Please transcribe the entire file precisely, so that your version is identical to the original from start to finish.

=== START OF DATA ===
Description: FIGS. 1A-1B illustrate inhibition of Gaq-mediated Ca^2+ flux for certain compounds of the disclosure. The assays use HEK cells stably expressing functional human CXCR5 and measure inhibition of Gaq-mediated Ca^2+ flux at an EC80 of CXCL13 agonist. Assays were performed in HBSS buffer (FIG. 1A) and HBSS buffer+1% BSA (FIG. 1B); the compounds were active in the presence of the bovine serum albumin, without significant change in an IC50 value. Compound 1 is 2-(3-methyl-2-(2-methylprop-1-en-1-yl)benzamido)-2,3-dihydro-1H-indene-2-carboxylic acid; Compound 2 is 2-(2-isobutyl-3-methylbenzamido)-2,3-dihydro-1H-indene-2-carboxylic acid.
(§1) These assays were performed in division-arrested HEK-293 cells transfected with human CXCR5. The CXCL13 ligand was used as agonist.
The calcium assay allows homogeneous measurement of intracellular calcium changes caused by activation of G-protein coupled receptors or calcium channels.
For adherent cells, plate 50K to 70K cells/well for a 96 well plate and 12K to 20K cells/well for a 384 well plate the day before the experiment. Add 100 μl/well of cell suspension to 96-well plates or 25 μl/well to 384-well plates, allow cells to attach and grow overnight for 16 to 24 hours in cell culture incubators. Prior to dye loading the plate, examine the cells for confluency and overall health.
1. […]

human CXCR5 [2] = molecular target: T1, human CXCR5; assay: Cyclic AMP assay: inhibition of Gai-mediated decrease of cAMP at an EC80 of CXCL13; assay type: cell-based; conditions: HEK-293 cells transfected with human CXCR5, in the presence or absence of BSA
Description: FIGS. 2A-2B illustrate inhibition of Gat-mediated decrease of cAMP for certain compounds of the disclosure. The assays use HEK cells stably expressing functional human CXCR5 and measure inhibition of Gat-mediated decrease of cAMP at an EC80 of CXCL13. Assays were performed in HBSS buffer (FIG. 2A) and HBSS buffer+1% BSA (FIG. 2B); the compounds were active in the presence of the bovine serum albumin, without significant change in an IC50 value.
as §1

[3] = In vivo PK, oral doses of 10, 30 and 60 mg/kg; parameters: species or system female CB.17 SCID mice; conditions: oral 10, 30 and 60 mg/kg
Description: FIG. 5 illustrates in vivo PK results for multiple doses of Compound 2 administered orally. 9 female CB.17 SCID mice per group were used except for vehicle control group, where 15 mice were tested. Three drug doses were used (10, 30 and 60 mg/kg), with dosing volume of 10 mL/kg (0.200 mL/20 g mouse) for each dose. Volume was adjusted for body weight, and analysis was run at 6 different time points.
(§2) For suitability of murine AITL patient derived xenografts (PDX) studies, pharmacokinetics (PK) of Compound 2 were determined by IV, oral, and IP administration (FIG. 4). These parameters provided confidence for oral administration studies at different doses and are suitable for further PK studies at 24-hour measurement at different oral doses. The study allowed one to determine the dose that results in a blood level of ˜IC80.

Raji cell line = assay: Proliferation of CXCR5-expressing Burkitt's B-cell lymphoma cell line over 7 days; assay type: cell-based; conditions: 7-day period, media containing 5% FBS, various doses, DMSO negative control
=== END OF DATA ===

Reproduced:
Description: FIGS. 1A-1B illustrate inhibition of Gaq-mediated Ca^2+ flux for certain compounds of the disclosure. The assays use HEK cells stably expressing functional human CXCR5 and measure inhibition of Gaq-mediated Ca^2+ flux at an EC80 of CXCL13 agonist. Assays were performed in HBSS buffer (FIG. 1A) and HBSS buffer+1% BSA (FIG. 1B); the compounds were active in the presence of the bovine serum albumin, without significant change in an IC50 value. Compound 1 is 2-(3-methyl-2-(2-methylprop-1-en-1-yl)benzamido)-2,3-dihydro-1H-indene-2-carboxylic acid; Compound 2 is 2-(2-isobutyl-3-methylbenzamido)-2,3-dihydro-1H-indene-2-carboxylic acid.
(§1) These assays were performed in division-arrested HEK-293 cells transfected with human CXCR5. The CXCL13 ligand was used as agonist.
The calcium assay allows homogeneous measurement of intracellular calcium changes caused by activation of G-protein coupled receptors or calcium channels.
For adherent cells, plate 50K to 70K cells/well for a 96 well plate and 12K to 20K cells/well for a 384 well plate the day before the experiment. Add 100 μl/well of cell suspension to 96-well plates or 25 μl/well to 384-well plates, allow cells to attach and grow overnight for 16 to 24 hours in cell culture incubators. Prior to dye loading the plate, examine the cells for confluency and overall health.
1. […]

human CXCR5 [2] = molecular target: T1, human CXCR5; assay: Cyclic AMP assay: inhibition of Gai-mediated decrease of cAMP at an EC80 of CXCL13; assay type: cell-based; conditions: HEK-293 cells transfected with human CXCR5, in the presence or absence of BSA
Description: FIGS. 2A-2B illustrate inhibition of Gat-mediated decrease of cAMP for certain compounds of the disclosure. The assays use HEK cells stably expressing functional human CXCR5 and measure inhibition of Gat-mediated decrease of cAMP at an EC80 of CXCL13. Assays were performed in HBSS buffer (FIG. 2A) and HBSS buffer+1% BSA (FIG. 2B); the compounds were active in the presence of the bovine serum albumin, without significant change in an IC50 value.
as §1

[3] = In vivo PK, oral doses of 10, 30 and 60 mg/kg; parameters: species or system female CB.17 SCID mice; conditions: oral 10, 30 and 60 mg/kg
Description: FIG. 5 illustrates in vivo PK results for multiple doses of Compound 2 administered orally. 9 female CB.17 SCID mice per group were used except for vehicle control group, where 15 mice were tested. Three drug doses were used (10, 30 and 60 mg/kg), with dosing volume of 10 mL/kg (0.200 mL/20 g mouse) for each dose. Volume was adjusted for body weight, and analysis was run at 6 different time points.
(§2) For suitability of murine AITL patient derived xenografts (PDX) studies, pharmacokinetics (PK) of Compound 2 were determined by IV, oral, and IP administration (FIG. 4). These parameters provided confidence for oral administration studies at different doses and are suitable for further PK studies at 24-hour measurement at different oral doses. The study allowed one to determine the dose that results in a blood level of ˜IC80.

Raji cell line = assay: Proliferation of CXCR5-expressing Burkitt's B-cell lymphoma cell line over 7 days; assay type: cell-based; conditions: 7-day period, media containing 5% FBS, various doses, DMSO negative control